Club pro makes history at US Senior Open with consecutive holes-in-one: 'I just couldn’t believe it'


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Frank Bensel Jr., a club pro from New York, made history Friday when he made consecutive holes-in-one at the U.S. Senior Open, the first ever recorded in the United States Golf Association’s history. 

Bensel, 56, described the moment as an “out-of-body experience,” and the numbers support that feeling. 

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Frank Bensel, left, and his caddie and 14-year-old son, Hagen, pose with hole 4 and 5 flags after Bensel recorded a pair of aces on back-to-back holes during the second round of the U.S. Senior Open in Newport, R.I., Friday, June 28, 2024. (AP Photo/Jimmy Golen)

According to the National Hole-in-One Registry, the odds for one player making two aces in the same round are 67 million to 1. 

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“I’ve played a lot of golf in my life, and just to see a hole-in-one in a tournament is pretty rare,” Bensel said after the second round of the tournament in Newport, Rhode Island. “The first one was great; that got me under par for the day. And then the second one, I just couldn’t believe it. To even think that that could happen was amazing.”

Bensel’s amazing feat began on the fourth hole, a 184-yard par 3. He did the unthinkable next when he aced his next shot, a 203-yard par 3. 

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Newport Country Club Superintendent Chris Coen, left, and volunteer Joe Oliveria, right, watch as Frank Bensel signs the hole cutter, the blade of which is going to the USGA museum after Bensel converted a pair of aces on back-to-back holes during the second round of the U.S. Senior Open in Newport, R.I., Friday, June 28, 2024. (AP Photo/Jimmy Golen)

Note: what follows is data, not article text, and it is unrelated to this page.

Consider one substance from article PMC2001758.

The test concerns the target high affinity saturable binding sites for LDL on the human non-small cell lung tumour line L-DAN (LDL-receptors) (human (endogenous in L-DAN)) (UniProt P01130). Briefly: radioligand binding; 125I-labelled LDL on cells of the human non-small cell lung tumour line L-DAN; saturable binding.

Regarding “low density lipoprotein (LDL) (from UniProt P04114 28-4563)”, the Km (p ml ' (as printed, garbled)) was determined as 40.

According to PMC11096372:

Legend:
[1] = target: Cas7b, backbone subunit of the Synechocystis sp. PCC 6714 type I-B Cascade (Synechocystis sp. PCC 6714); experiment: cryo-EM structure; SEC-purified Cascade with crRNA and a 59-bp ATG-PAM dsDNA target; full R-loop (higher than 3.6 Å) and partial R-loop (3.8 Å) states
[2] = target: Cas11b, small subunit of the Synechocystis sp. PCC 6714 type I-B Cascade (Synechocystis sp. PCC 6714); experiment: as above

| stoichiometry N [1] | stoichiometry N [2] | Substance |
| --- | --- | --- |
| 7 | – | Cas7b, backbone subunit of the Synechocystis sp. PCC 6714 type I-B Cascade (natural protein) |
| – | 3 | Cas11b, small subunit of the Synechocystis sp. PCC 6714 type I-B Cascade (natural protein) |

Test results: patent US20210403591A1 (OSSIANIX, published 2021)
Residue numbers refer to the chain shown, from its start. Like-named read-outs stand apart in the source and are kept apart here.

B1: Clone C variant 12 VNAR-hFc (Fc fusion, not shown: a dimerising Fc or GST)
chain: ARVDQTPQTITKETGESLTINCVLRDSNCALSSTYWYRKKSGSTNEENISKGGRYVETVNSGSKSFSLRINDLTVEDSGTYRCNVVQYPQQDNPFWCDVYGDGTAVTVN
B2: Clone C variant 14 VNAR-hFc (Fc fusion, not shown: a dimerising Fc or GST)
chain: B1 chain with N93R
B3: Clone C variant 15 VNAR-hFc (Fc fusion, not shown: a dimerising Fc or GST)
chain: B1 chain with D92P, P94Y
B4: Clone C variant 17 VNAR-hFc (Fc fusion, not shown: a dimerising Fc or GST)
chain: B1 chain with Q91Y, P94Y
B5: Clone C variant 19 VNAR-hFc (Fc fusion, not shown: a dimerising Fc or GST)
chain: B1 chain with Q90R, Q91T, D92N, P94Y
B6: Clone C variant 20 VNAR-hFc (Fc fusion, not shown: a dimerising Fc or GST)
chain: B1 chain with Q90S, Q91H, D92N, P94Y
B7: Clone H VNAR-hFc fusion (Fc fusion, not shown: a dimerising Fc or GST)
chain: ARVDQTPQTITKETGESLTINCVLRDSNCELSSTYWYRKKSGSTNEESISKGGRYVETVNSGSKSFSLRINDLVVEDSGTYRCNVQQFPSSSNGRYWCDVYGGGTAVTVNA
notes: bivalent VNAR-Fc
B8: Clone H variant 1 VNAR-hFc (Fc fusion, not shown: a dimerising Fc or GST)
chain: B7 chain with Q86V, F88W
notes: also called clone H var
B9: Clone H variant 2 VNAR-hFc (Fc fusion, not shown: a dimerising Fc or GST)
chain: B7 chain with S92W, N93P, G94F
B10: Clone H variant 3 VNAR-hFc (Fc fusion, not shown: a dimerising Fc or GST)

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“After these two holes-in-one, I just didn’t even know,” Bensel, who splits his time between New York and Florida, said. “Oh, yeah. Everybody is going to want a lesson now, for sure — on a 6-iron.”

Despite his back-to-back aces, the day did not turn out well for Bensel. Immediately after, he made four bogeys in a row and added three more on the back nine. He finished the day at 4-over 74 and missed the cut. 

“I didn’t do anything great except for kind of those shots today,” he said. “I was hoping that I could have added a lot more good scoring after that to have made the cut, but that didn’t happen.”

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Frank Bensel Jr. of the United States plays a shot during the singles matches of the 2022 PGA Cup on The Longcross Course at Foxhills Club and Resort Sept. 18, 2022, in Ottershaw, England.  (David Cannon/Getty Images)

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Despite an overall lackluster day, Bensel’s performance still landed him in the USGA history books

The Associated Press contributed to this report. 

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